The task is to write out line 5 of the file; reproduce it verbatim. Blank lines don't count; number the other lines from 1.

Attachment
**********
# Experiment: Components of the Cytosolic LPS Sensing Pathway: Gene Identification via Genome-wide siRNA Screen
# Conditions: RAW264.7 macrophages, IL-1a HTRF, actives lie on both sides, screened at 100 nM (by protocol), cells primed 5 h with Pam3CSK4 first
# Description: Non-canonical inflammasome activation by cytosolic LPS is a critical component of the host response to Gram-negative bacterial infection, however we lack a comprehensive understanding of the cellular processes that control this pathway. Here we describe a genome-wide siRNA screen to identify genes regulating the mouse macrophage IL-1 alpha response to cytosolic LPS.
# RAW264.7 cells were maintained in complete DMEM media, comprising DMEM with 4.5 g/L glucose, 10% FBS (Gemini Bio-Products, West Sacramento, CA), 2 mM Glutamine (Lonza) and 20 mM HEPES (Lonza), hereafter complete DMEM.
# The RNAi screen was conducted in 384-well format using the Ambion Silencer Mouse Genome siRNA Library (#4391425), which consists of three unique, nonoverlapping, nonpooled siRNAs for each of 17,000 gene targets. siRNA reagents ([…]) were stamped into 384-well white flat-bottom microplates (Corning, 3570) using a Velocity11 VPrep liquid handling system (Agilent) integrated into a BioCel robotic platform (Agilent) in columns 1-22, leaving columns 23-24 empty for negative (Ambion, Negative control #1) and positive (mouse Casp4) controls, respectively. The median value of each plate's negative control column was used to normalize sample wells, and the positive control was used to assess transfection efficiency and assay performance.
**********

# The RNAi screen was conducted in 384-well format using the Ambion Silencer Mouse Genome siRNA Library (#4391425), which consists of three unique, nonoverlapping, nonpooled siRNAs for each of 17,000 gene targets. siRNA reagents ([…]) were stamped into 384-well white flat-bottom microplates (Corning, 3570) using a Velocity11 VPrep liquid handling system (Agilent) integrated into a BioCel robotic platform (Agilent) in columns 1-22, leaving columns 23-24 empty for negative (Ambion, Negative control #1) and positive (mouse Casp4) controls, respectively. The median value of each plate's negative control column was used to normalize sample wells, and the positive control was used to assess transfection efficiency and assay performance.